At work, I have one of the newest Dell laptops in the company, with a good sized hard drive, an average amount of memory, and most of the software I need to do my job.
But today I find myself at home working, because I don’t have a DVD burner at work. Actually, none of the computers at the office have a DVD burner. I have a CD Burner on my computer at the office, and it can play DVDs but not burn them.
So, here I sit, burning en mass 35 DVDs for our Branch Managers.
I don’t mind doing this – I actually have the day off, so this is my way of doing my part.
Actually, through my years in the working world, I have learned a very valuable lesson – one which will get you the gig when the competition is very stiff.
Less is more.
It really is.
I’ve worked at smaller companies, and even some larger ones, that didn’t have the money to go out and purchase every thing to do the job in the best way possible. This forces you to use whatever the company does have, to do the work – and still make it look like you had the best tools to do the best job.
I’m a big fan of the Adobe suite of software applications. The best tool to work with images and photos is PhotoShop. The most effective way to distribute a document which others can comment on but not change is in Adobe PDF. Even Dreamweaver – which I use to make stunning web pages is now part of Adobe – they bought out Macromedia over a year ago.
Still, I’ve had to the primitive, clunky and not very practical Paint program which comes free with Windows at some places, simply because they couldn’t afford anything better.
On my home computer, I have SnagIT – an exceptional screen capture program. At work, I just use the built-in key combination of Windows to capture a screen. Not as efficient, and you can’t capture the mouse pointer if you wanted too – but it gets the job done.
By being forced to use whatever tools you have at your disposal, you learn to adopt quickly and efficiently to any office. But more importantly, you learn how to use all the tools – from the most advanced to the most basic.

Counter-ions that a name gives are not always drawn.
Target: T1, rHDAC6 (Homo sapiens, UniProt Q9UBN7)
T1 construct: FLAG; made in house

This makes you far more valuable to any office – because not only can you do the job regardless of the tools you have, but for others in the office who don’t have those tools, you can show them how to do things for themselves.
Essentially, you become an expert in all software areas in your field. People in other departments and teams are constantly coming up to me, asking for help with Word, PhotoShop, or asking how to capture a screen image without any screen capture software.
Managers looking to hire people that know this will instantly pick up on it during an interview and give you brownie points.
SO, my advice to anyone looking for work – and I know many out there are – is learn how to do with and without. Practice doing your thing – be it graphic design, writing, layout, video editing, website creation – whatever – practice using the latest and most common applications out there. But also practice doing your thing with the least effective tools too – ones which some companies may be stuck with simply because they don’t have big software budgets.
You’ll have an edge others won’t – and that will better your chances of landing a job in a very tough job market.